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What can be learned from couple research: Examining emotional co-regulation processes in face-to-face interactions.

Type of publication Peer-reviewed
Publikationsform Original article (peer-reviewed)
Author P Hilpert, TR Brick, C Flückiger, MJ Vowels, E Ceulemans, P Kuppens, L Sels,
Project Design development in randomized clinical trials - Psychological treatment in generalized anxiety
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Original article (peer-reviewed)

Journal Journal of counseling psychology
Volume (Issue) 67(4)
Page(s) 475 - 487
Title of proceedings Journal of counseling psychology
DOI 10.1037/cou0000416

Open Access

URL https://www.zora.uzh.ch
Type of Open Access Repository (Green Open Access)

Abstract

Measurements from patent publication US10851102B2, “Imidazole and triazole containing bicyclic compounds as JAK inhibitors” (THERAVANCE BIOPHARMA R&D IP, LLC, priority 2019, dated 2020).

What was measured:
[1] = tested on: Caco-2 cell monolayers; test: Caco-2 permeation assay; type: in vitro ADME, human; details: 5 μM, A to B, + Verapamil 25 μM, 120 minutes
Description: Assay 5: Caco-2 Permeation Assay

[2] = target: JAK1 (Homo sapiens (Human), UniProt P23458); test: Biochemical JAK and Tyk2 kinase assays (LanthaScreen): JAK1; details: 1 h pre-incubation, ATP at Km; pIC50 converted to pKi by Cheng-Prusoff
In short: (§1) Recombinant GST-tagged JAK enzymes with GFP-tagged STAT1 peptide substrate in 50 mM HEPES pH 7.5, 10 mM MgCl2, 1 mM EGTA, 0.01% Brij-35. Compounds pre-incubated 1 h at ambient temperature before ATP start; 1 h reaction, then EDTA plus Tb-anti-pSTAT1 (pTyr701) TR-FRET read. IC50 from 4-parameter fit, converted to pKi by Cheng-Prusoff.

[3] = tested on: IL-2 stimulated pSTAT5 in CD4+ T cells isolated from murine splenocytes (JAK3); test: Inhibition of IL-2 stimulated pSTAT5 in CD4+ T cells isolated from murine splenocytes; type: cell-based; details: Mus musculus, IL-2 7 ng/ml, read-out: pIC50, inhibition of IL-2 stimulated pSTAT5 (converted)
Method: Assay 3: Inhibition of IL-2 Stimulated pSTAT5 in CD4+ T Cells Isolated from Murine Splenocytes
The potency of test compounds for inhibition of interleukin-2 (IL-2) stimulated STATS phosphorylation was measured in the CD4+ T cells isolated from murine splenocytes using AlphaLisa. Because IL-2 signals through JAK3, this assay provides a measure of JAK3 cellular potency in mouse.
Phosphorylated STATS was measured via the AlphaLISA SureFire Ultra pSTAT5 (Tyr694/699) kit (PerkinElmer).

A crucial component of successful counseling and psychotherapy is the dyadic emotion co-regulation process between patient and therapist that unfolds moment to moment during therapy sessions. The major reason for the disappointing progress in understanding this process is the lack of appropriate methods to assess subjectively experienced emotions continuously during therapy sessions without disturbing the natural flow of the interaction. The resulting inability has forced the field to focus on patients' overall emotion ratings at the end of each session with limited predictive value of the dyadic interplay between patient and therapist's emotional states within each session. The current tutorial demonstrates how couple research-confronted with a comparable problem-has overcome this issue by (i) developing a video-based retrospective self-report assessment method for individuals' continuous state emotions without undermining the dyadic interaction and (ii) using a validated statistical tool to analyze the dynamical process during a dyadic interaction. We show how to assess emotion data continuously, and how to unravel self-regulation and co-regulation processes using a Latent Differential Equation Modeling approach. Finally, we discuss how this approach can be applied in counseling psychology and psychotherapy to test basic theoretical assumptions about the co-creation of emotions despite the conceptual differences between couple dyads and therapist-patient dyads. The present method aims to inspire future research activities examining systematic real-time processes between patients and therapists.
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